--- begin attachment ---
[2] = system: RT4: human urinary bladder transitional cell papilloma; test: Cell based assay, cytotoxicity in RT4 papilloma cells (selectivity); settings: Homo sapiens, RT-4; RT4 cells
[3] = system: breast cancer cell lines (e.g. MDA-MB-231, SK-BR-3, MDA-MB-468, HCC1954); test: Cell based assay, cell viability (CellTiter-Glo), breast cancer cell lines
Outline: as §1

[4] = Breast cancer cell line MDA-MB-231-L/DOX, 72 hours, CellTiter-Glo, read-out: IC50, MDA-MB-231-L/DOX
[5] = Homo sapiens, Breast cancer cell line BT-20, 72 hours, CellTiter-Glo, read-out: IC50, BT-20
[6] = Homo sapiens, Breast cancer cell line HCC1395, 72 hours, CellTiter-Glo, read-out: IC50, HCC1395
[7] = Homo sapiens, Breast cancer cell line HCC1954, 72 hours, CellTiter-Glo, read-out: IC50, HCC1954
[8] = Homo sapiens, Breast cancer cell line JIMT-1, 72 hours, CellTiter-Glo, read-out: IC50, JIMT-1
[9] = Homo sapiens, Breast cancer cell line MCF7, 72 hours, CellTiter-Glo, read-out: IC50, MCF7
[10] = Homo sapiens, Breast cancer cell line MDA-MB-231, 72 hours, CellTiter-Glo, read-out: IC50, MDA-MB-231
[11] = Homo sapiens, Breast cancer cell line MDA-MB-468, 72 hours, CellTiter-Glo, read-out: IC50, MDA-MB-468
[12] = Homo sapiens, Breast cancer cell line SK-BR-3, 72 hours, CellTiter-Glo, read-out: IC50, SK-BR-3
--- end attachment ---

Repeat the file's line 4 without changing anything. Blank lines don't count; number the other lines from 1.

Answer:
[4] = Breast cancer cell line MDA-MB-231-L/DOX, 72 hours, CellTiter-Glo, read-out: IC50, MDA-MB-231-L/DOX